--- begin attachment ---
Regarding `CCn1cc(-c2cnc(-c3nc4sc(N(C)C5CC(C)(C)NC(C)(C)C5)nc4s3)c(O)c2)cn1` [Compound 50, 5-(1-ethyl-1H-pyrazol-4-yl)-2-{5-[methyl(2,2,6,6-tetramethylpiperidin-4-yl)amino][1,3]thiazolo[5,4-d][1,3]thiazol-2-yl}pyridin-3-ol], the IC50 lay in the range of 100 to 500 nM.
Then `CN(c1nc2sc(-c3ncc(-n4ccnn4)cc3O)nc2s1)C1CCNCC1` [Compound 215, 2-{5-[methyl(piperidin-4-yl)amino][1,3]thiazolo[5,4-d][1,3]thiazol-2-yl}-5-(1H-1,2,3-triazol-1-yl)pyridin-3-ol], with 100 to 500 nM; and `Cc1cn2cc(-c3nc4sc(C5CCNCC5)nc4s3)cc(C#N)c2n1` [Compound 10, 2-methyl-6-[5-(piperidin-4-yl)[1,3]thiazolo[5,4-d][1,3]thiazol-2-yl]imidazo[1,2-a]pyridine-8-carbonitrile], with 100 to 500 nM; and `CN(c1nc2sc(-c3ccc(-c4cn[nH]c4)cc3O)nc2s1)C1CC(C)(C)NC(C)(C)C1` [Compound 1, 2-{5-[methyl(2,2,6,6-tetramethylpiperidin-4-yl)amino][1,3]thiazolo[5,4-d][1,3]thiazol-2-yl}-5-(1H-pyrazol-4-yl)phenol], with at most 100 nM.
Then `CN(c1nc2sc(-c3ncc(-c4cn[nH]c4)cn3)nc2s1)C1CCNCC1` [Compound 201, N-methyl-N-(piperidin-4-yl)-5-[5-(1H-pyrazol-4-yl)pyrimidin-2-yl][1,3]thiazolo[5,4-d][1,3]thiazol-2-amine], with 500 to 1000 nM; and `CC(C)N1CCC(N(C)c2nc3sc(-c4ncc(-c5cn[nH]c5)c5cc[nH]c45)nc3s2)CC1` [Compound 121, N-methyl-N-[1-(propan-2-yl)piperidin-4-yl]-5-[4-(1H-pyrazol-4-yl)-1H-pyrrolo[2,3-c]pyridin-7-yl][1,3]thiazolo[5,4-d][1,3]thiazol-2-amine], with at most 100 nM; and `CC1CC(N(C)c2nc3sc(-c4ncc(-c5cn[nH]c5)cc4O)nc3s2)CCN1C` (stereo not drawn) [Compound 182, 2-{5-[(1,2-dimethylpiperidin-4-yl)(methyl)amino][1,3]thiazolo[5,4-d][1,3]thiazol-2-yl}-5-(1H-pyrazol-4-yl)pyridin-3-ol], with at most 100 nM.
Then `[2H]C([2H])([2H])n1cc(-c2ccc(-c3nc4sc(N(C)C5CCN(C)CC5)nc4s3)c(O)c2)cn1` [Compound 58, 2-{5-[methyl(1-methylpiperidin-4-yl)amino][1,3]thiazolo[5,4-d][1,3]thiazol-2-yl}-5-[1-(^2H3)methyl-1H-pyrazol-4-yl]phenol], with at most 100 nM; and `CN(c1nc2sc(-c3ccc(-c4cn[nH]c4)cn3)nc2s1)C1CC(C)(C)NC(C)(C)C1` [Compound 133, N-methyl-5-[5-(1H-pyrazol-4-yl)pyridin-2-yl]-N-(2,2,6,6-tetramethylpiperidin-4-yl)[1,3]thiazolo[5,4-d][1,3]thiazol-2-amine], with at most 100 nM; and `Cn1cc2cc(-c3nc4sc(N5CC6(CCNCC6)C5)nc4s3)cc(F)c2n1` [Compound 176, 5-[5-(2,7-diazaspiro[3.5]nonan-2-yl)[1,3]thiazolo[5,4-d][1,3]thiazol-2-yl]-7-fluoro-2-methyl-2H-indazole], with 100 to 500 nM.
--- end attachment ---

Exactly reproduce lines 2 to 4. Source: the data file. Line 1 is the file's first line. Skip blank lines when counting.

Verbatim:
Then `CN(c1nc2sc(-c3ncc(-n4ccnn4)cc3O)nc2s1)C1CCNCC1` [Compound 215, 2-{5-[methyl(piperidin-4-yl)amino][1,3]thiazolo[5,4-d][1,3]thiazol-2-yl}-5-(1H-1,2,3-triazol-1-yl)pyridin-3-ol], with 100 to 500 nM; and `Cc1cn2cc(-c3nc4sc(C5CCNCC5)nc4s3)cc(C#N)c2n1` [Compound 10, 2-methyl-6-[5-(piperidin-4-yl)[1,3]thiazolo[5,4-d][1,3]thiazol-2-yl]imidazo[1,2-a]pyridine-8-carbonitrile], with 100 to 500 nM; and `CN(c1nc2sc(-c3ccc(-c4cn[nH]c4)cc3O)nc2s1)C1CC(C)(C)NC(C)(C)C1` [Compound 1, 2-{5-[methyl(2,2,6,6-tetramethylpiperidin-4-yl)amino][1,3]thiazolo[5,4-d][1,3]thiazol-2-yl}-5-(1H-pyrazol-4-yl)phenol], with at most 100 nM.
Then `CN(c1nc2sc(-c3ncc(-c4cn[nH]c4)cn3)nc2s1)C1CCNCC1` [Compound 201, N-methyl-N-(piperidin-4-yl)-5-[5-(1H-pyrazol-4-yl)pyrimidin-2-yl][1,3]thiazolo[5,4-d][1,3]thiazol-2-amine], with 500 to 1000 nM; and `CC(C)N1CCC(N(C)c2nc3sc(-c4ncc(-c5cn[nH]c5)c5cc[nH]c45)nc3s2)CC1` [Compound 121, N-methyl-N-[1-(propan-2-yl)piperidin-4-yl]-5-[4-(1H-pyrazol-4-yl)-1H-pyrrolo[2,3-c]pyridin-7-yl][1,3]thiazolo[5,4-d][1,3]thiazol-2-amine], with at most 100 nM; and `CC1CC(N(C)c2nc3sc(-c4ncc(-c5cn[nH]c5)cc4O)nc3s2)CCN1C` (stereo not drawn) [Compound 182, 2-{5-[(1,2-dimethylpiperidin-4-yl)(methyl)amino][1,3]thiazolo[5,4-d][1,3]thiazol-2-yl}-5-(1H-pyrazol-4-yl)pyridin-3-ol], with at most 100 nM.
Then `[2H]C([2H])([2H])n1cc(-c2ccc(-c3nc4sc(N(C)C5CCN(C)CC5)nc4s3)c(O)c2)cn1` [Compound 58, 2-{5-[methyl(1-methylpiperidin-4-yl)amino][1,3]thiazolo[5,4-d][1,3]thiazol-2-yl}-5-[1-(^2H3)methyl-1H-pyrazol-4-yl]phenol], with at most 100 nM; and `CN(c1nc2sc(-c3ccc(-c4cn[nH]c4)cn3)nc2s1)C1CC(C)(C)NC(C)(C)C1` [Compound 133, N-methyl-5-[5-(1H-pyrazol-4-yl)pyridin-2-yl]-N-(2,2,6,6-tetramethylpiperidin-4-yl)[1,3]thiazolo[5,4-d][1,3]thiazol-2-amine], with at most 100 nM; and `Cn1cc2cc(-c3nc4sc(N5CC6(CCNCC6)C5)nc4s3)cc(F)c2n1` [Compound 176, 5-[5-(2,7-diazaspiro[3.5]nonan-2-yl)[1,3]thiazolo[5,4-d][1,3]thiazol-2-yl]-7-fluoro-2-methyl-2H-indazole], with 100 to 500 nM.